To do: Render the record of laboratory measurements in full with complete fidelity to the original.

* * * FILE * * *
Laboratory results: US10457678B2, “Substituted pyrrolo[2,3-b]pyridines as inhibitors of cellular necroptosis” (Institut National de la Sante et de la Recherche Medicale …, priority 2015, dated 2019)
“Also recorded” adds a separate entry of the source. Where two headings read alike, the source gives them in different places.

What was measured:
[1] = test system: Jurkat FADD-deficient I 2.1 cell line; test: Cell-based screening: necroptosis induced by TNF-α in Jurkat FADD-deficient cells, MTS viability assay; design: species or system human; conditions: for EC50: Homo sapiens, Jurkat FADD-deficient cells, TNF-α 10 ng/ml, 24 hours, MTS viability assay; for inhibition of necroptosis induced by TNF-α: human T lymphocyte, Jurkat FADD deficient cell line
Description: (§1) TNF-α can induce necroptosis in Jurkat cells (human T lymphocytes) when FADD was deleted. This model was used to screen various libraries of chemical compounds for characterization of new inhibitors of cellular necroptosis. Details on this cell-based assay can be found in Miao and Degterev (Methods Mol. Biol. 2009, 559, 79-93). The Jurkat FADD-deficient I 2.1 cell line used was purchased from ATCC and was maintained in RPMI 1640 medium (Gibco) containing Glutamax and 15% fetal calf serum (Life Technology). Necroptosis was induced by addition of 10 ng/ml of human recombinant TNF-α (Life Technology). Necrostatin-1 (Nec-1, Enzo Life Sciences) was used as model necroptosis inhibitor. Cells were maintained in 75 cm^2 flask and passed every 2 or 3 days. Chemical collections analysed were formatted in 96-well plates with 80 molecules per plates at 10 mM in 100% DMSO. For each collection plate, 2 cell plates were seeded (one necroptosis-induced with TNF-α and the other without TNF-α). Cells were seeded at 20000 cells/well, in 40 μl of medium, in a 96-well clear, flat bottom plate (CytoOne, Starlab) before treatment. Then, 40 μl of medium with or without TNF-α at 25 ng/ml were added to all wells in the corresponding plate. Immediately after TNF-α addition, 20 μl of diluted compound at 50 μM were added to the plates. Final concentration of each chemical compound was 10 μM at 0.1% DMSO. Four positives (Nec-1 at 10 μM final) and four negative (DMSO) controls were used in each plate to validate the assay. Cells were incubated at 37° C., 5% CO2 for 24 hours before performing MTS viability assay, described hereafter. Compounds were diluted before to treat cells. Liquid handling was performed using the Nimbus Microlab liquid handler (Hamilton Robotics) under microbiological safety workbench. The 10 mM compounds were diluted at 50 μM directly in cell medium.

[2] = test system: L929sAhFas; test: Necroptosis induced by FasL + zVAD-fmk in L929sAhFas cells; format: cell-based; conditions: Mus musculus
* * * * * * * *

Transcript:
Laboratory results: US10457678B2, “Substituted pyrrolo[2,3-b]pyridines as inhibitors of cellular necroptosis” (Institut National de la Sante et de la Recherche Medicale …, priority 2015, dated 2019)
“Also recorded” adds a separate entry of the source. Where two headings read alike, the source gives them in different places.

What was measured:
[1] = test system: Jurkat FADD-deficient I 2.1 cell line; test: Cell-based screening: necroptosis induced by TNF-α in Jurkat FADD-deficient cells, MTS viability assay; design: species or system human; conditions: for EC50: Homo sapiens, Jurkat FADD-deficient cells, TNF-α 10 ng/ml, 24 hours, MTS viability assay; for inhibition of necroptosis induced by TNF-α: human T lymphocyte, Jurkat FADD deficient cell line
Description: (§1) TNF-α can induce necroptosis in Jurkat cells (human T lymphocytes) when FADD was deleted. This model was used to screen various libraries of chemical compounds for characterization of new inhibitors of cellular necroptosis. Details on this cell-based assay can be found in Miao and Degterev (Methods Mol. Biol. 2009, 559, 79-93). The Jurkat FADD-deficient I 2.1 cell line used was purchased from ATCC and was maintained in RPMI 1640 medium (Gibco) containing Glutamax and 15% fetal calf serum (Life Technology). Necroptosis was induced by addition of 10 ng/ml of human recombinant TNF-α (Life Technology). Necrostatin-1 (Nec-1, Enzo Life Sciences) was used as model necroptosis inhibitor. Cells were maintained in 75 cm^2 flask and passed every 2 or 3 days. Chemical collections analysed were formatted in 96-well plates with 80 molecules per plates at 10 mM in 100% DMSO. For each collection plate, 2 cell plates were seeded (one necroptosis-induced with TNF-α and the other without TNF-α). Cells were seeded at 20000 cells/well, in 40 μl of medium, in a 96-well clear, flat bottom plate (CytoOne, Starlab) before treatment. Then, 40 μl of medium with or without TNF-α at 25 ng/ml were added to all wells in the corresponding plate. Immediately after TNF-α addition, 20 μl of diluted compound at 50 μM were added to the plates. Final concentration of each chemical compound was 10 μM at 0.1% DMSO. Four positives (Nec-1 at 10 μM final) and four negative (DMSO) controls were used in each plate to validate the assay. Cells were incubated at 37° C., 5% CO2 for 24 hours before performing MTS viability assay, described hereafter. Compounds were diluted before to treat cells. Liquid handling was performed using the Nimbus Microlab liquid handler (Hamilton Robotics) under microbiological safety workbench. The 10 mM compounds were diluted at 50 μM directly in cell medium.

[2] = test system: L929sAhFas; test: Necroptosis induced by FasL + zVAD-fmk in L929sAhFas cells; format: cell-based; conditions: Mus musculus